It has not always been easy, but then I never expected that it would be. I didn’t think I was coming to a holiday camp. I knew I was committing myself to a radical way of living the Gospel and I wanted to live as fully for God as was possible. It is a wonderful vocation, living as we do, with our lives centred on Christ in the Eucharist. We carry all people in our hearts, and present them daily to the Lord. I have never regretted coming here. I thought before I joined, that I was making a big sacrifice and doing a great thing in giving myself to the Lord. However, the more I live this life, the more I see that it is I who am on the receiving end, with God endlessly showering His love on me. So, everything has been a huge gift of grace and I want to spend my life in thanksgiving to God for that.
Pádraic O’Máille talks with Sister Colette, Mother Abbess of the Poor Clare Nun’s in Galway. Sr. Colette.
From time to time it’s useful to reflect on the meaning of life.
The environment you choose to do so in greatly influences the outcome. Some choose therapy. Others, Lough Derg. More again, Croagh Patrick.
For me, nothing could quite compare with the sterility of an accountancy lecture in U.C.G. in the early eighties. Here was a laboratory bereft of all strains of humanity. There was nothing else extant in life save you and a future in accountancy.
And then, enter Marina Hayden from Salthill. She was blonde, beautiful and vivacious. And then, there was the way she might sit beside you.
Life, and even accountancy, resumed its lustre and vitality and hope. Double entry accounting made implicit sense. Variance analysis became a thing of fascination. Even the dreaded SSAP 9 emerged as something of beauty.
“You’re right Uno. I nearly always did sit beside fella’s. But it wasn’t for the reason you think. Nobody from my class in Salerno had done commerce so I saw this as a great way of getting to know people”.
“I really loved College. It was such freedom and such good fun”.
“Do you remember the parties?” she asks me. As I fooster for an appropriate response to give to a Mother Abbess she lights up and reams off half a dozen of the night spots of the time. You know she’s for real when she remembers the “Lenaboy” before it was the “Oasis”.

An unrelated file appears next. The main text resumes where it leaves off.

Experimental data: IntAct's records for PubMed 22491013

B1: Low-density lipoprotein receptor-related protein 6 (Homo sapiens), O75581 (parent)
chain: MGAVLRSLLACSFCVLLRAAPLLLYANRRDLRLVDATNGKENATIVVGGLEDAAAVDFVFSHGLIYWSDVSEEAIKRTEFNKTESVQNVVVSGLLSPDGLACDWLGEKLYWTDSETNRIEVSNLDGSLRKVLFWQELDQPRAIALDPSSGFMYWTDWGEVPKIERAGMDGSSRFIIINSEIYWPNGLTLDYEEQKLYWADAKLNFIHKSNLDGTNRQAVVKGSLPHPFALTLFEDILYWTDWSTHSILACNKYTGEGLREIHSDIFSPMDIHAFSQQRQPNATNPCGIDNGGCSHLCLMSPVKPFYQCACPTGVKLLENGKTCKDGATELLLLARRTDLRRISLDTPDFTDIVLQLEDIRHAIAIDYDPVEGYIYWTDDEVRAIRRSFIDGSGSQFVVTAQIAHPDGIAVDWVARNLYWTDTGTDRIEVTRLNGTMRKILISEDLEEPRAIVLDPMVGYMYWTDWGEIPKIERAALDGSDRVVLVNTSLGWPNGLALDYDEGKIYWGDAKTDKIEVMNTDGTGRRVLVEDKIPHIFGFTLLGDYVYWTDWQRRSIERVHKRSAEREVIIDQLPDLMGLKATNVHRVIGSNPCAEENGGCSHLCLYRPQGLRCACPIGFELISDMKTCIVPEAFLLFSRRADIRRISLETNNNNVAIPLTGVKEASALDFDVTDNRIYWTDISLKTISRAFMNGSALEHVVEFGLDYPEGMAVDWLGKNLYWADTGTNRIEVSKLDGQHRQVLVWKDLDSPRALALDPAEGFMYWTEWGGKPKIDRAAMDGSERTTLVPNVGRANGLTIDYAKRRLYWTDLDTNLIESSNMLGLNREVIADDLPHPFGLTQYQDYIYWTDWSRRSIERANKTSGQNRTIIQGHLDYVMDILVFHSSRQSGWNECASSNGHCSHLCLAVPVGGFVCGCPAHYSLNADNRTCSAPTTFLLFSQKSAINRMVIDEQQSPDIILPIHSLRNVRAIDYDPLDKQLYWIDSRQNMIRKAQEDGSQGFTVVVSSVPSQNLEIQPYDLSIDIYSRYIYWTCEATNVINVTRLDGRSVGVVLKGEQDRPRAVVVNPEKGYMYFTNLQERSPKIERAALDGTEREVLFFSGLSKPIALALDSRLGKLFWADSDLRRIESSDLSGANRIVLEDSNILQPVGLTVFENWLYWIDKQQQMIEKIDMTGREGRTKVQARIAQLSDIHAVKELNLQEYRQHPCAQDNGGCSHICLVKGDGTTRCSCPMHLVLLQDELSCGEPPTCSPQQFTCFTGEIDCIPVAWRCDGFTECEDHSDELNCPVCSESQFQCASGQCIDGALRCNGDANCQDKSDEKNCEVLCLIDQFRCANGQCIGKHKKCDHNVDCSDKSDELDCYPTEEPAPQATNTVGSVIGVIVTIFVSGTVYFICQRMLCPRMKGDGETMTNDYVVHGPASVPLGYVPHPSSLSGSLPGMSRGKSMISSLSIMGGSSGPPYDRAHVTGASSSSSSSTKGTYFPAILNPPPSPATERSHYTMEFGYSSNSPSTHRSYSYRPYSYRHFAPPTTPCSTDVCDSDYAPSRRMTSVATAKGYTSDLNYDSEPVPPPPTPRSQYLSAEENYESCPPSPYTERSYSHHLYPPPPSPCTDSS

“There was the Beach Hotel and the Holiday Hotel. There was the Warwick. Later you graduated to Kno Kno’s. And of course I was around for CPs”.
There were boyfriends too. “I just threw myself into living. I enjoyed life and I certainly have entertained marriage, but somehow I knew deep down that there was something more. Looking back on it, it was all part of the journey”.
There are fun girls and there are career girls and Marina succeeded in combining both. Early on she decided on a career in accountancy and chose her subjects accordingly. In addition, she appreciated the inherent value of developing her Curriculum Vitae. The two commerce societies of the time were The Commerce and Economics Society and AIESEC (an international society for commerce and economic students). Marina elected to join AIESEC on the grounds that it was smaller and presented more immediate opportunities for progression. Her instinct was spot on. She became President in third year, became involved in the national council and represented Ireland at their international conference in Coventry.
After graduating she worked in industry for a few years, before joining Peter Coyne Accountants and qualified as a certified accountant in 1992. What should have been a day of supreme elation degenerated into one massive anticlimax. “I remember the deep sense of emptiness I felt that day. I had spent so many years slogging for those exams and now that I was qualified, it meant nothing to me. I couldn’t believe it. I can remember distinctly that day when I came home. My mother was ringing all the relations telling them the great news and I just felt so unfulfilled”.